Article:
Research Assistant Professor,
Hong Kong Institute of Humanities and Social Sciences (HKIHSS),
The University of Hong Kong
Calvin Zhiyong Liang
Division of Landscape Architecture, The University of Hong Kong
Qilou (骑楼), a kind of arcade buildings, has attracted considerable attention in preservation discourses and practices in Guangzhou, China. Yet, the focus on individual buildings and architectural styles might have overlooked its role in the historical transformation of the city and its streetscape in the early twentieth century. In this talk, I will reconstruct a history of city building based on archival research on Canton (present-day Guangzhou) in the 1920s and 1930s. I show that groups of qilou resulted from elaborate institutional inventions to carry out street building projects in the city’s pursuit of modernization. By highlighting the political process in which the construction of qilouwas embedded, I raise the question of what to remember in the politics of heritage preservation.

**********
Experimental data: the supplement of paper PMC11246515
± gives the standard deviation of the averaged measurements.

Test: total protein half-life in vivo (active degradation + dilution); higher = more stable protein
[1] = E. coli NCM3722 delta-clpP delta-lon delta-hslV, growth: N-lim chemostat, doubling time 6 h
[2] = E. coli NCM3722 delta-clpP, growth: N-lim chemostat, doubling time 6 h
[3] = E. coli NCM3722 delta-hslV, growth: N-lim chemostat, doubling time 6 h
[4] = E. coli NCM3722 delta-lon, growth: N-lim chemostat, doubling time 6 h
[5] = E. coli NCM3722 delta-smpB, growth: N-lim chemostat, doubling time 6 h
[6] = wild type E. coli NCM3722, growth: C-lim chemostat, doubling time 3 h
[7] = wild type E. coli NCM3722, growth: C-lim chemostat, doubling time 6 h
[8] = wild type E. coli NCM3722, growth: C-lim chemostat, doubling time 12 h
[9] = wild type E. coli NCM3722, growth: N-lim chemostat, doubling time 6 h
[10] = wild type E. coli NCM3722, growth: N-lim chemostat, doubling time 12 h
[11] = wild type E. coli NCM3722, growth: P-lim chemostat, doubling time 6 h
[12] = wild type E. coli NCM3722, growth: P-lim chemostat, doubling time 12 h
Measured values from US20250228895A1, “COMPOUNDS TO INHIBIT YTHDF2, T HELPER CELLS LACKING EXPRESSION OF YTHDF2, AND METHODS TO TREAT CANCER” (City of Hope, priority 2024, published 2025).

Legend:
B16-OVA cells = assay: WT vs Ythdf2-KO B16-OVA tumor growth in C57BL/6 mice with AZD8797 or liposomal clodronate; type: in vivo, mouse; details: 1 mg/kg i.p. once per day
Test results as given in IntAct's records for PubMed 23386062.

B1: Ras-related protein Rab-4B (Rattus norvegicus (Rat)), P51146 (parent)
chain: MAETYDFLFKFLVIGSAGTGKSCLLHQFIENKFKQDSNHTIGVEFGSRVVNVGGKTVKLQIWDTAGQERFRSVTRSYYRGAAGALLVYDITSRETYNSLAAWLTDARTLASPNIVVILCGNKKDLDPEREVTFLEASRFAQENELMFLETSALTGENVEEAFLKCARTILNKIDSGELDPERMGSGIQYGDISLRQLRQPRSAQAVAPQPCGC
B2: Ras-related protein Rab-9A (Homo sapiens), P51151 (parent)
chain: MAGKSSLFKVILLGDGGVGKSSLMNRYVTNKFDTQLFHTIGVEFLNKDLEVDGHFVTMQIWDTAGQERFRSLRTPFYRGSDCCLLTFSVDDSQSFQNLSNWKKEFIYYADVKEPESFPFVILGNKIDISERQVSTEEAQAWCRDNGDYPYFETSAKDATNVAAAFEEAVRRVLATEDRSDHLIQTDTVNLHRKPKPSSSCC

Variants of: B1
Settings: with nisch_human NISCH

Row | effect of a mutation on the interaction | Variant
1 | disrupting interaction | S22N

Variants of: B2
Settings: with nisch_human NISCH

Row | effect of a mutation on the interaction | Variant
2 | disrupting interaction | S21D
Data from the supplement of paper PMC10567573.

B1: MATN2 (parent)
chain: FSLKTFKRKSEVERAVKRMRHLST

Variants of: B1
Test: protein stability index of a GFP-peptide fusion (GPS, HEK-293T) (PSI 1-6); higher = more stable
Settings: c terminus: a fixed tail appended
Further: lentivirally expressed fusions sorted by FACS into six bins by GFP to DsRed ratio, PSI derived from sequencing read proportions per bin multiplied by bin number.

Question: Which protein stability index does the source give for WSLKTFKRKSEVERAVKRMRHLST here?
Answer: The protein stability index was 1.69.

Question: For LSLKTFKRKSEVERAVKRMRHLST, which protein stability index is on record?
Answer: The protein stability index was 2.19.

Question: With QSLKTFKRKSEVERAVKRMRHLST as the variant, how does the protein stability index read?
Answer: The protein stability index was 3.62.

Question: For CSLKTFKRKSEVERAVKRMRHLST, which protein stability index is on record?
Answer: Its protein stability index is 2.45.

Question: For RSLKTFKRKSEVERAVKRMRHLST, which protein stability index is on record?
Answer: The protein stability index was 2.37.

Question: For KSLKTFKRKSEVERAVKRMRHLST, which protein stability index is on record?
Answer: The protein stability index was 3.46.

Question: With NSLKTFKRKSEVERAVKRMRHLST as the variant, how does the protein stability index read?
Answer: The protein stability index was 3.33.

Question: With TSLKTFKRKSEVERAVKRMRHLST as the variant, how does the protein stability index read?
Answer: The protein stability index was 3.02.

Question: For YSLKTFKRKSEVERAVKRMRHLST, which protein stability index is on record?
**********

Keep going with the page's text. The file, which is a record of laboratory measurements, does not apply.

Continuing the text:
About the Speaker:
Dr. Jun Zhang is a sociocultural anthropologist. Before she joined the University of Hong Kong, she had taught in the Department of Growth and Structure of Cities at Bryn Mawr College in the United States. Her research interests include middle-class culture, philanthropy and humanitarianism, automobility and infrastructure, spatial politics and urbanization, with a regional focus on China. She is finishing her first book manuscript on the entangled rises of the middle class and the automotive regime in China. She is working on a new project that explores the spatial metamorphosis of Canton (present-day Guangzhou) as a way to critically evaluate the socio-economic and political transformation in the intense urbanization processes in China.
The DLA Research Seminar Series provides a platform to discuss scholarly research on the built environment that is interdisciplinary in nature. The series aims to identify common research threads from landscape architecture, architecture, planning, urban design, and conservation, and by doing so instigates critical reflections on the different approaches to the study of landscapes and cities. For the list of seminar topics, see https://www.arch.hku.hk/event_/dla-fall-2017-research-seminar-series/
All are welcome. For enquiries, call: 3917 7699